monitor(10)- ptr to ObjectMonitor. Large and long live (really forever) native object. It has 64 bytes alignment (should be aligned to cache line).
   marked(11) - ptr to "whatever". It even can be not ptr, but just two lower bits as "mark". Widely used by garbage collectors, but also by JVMTI and JFR. GCs and JVMTI are using it to store forwarding pointer -
   uncompressed oop referencing to a new copy of the old object. Having oop gives there us minimal alignment 8 bytes and 3 free bits of information. Real alignment of JFR's pointers is unknown,
   but I think we may demand from JFR any desired alignment.
   The most nice fact about "marked" markword - we don't need to care about it. We can't use this bits combination "11", but in reality neither Valhalla code nor runtime never able to see such markword.
   Mostly it used at safepoints and original markword is restored before execution starts back. It may be used by concurrent GC, but GC should restore (or provide oop with proper markword) via read barrier.
   It's the way as Shenandoah works. I didn't find any trace of "marked" markword inside ZGC, looks like ZGC uses own different forwarding technique.
   The fact means that we should care only about unlocked(or header), locked and monitor markword states.
   Practically, since inline type can't be transferred to locked/monitors state it means that we may choose any unused bit as inline type marker and check that bit plus lower 01 as the whole inline type mask.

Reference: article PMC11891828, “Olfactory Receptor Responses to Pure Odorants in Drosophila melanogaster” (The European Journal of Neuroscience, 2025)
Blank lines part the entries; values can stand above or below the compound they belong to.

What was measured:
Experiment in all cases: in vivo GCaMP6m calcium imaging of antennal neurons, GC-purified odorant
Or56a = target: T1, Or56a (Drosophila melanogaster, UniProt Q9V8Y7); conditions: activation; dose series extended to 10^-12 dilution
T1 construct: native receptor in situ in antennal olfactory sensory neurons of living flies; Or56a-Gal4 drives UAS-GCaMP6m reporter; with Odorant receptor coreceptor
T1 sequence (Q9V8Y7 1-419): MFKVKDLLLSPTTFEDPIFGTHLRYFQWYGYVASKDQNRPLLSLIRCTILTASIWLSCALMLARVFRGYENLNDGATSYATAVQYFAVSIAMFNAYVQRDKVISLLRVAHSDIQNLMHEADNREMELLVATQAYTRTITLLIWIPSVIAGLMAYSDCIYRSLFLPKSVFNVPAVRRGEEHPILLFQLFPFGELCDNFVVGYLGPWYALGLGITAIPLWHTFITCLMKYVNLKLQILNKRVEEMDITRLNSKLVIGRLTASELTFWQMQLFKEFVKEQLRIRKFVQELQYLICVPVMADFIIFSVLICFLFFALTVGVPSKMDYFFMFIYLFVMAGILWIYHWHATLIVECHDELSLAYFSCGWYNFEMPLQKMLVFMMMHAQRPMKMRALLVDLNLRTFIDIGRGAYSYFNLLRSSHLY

Having 01 in lower bits we may add any combination of upper unused bits and get a lot of place for different states and information. It could be a problem when information is displaced by locking,
   but inline types have no synchronization.
   Let's cover more technical details.
   1. Ideal Solution.
     If we prove that BasicLock alignment is 8 bytes always or can force BasicLock alignment to 8 bytes we are getting 3 low bits for persistent information.
     1 bit (which is biased_lock now is free). Also we have to agree that inline type bit is more important than mark potential features for other JVM components.
     We may reserve this one bit (biased_lock) dedicated for marking inline type, the other two to to encode existing states (unlocked, locked, monitor, marked).
     Having the single bit marking inline type is the way get theoretical minimal possible performance overhead for Valhalla.
     However it's still unclear how big difference between this minimal possible overhead and current multibit mask check.
     My advocating for a single a bit check is based on two sources of overhead. The first direct overhead we need more instructions, singe bit check could be done just with one "test" instruction,
     multibit check requires "and" and the following "cmp". The second overhead is indirect, multibit check needs additional register, it increase register allocation pressure,
     more register spilling and may have quite big performance impact for tight loops.
     The problem is that now BiasedLocking is only deprecated. To use that bit we have to wait until main JDK source repository completely get rid of BiasedLocking code,
     otherwise the process of merging with mainline will be turned into nightmare.